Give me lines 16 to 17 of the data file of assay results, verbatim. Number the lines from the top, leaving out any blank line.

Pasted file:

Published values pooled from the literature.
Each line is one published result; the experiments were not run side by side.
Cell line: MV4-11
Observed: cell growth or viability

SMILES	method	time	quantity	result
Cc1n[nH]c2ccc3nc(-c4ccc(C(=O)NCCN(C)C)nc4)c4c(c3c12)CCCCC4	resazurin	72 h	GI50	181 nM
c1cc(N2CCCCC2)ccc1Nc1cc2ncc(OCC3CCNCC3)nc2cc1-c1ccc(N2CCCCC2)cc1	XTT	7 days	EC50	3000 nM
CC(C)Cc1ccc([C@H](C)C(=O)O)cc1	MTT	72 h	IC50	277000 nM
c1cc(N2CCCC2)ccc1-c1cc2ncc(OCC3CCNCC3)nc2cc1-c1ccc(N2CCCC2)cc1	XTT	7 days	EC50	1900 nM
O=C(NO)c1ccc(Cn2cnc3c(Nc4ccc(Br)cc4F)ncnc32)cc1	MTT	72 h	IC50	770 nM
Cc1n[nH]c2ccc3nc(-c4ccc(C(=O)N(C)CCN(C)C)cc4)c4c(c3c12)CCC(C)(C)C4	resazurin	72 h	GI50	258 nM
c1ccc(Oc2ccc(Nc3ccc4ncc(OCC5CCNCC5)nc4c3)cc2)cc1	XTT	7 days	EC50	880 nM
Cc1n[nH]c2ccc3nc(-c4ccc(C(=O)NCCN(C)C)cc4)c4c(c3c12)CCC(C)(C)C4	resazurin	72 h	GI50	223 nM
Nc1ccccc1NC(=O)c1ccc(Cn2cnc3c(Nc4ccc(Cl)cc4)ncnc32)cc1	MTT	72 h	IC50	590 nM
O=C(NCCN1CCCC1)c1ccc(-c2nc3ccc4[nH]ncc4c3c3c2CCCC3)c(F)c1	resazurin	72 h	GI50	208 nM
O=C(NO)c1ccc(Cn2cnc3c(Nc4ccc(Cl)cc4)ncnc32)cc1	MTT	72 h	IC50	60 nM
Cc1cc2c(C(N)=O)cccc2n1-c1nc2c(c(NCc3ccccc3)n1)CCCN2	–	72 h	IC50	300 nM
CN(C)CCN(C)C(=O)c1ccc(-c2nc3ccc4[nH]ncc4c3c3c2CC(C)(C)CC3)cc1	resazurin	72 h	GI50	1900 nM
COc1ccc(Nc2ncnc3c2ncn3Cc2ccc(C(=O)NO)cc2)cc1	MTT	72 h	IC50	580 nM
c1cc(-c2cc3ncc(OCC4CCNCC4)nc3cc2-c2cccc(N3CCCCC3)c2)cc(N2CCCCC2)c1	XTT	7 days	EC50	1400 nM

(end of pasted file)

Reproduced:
O=C(NO)c1ccc(Cn2cnc3c(Nc4ccc(Cl)cc4)ncnc32)cc1	MTT	72 h	IC50	60 nM
Cc1cc2c(C(N)=O)cccc2n1-c1nc2c(c(NCc3ccccc3)n1)CCCN2	–	72 h	IC50	300 nM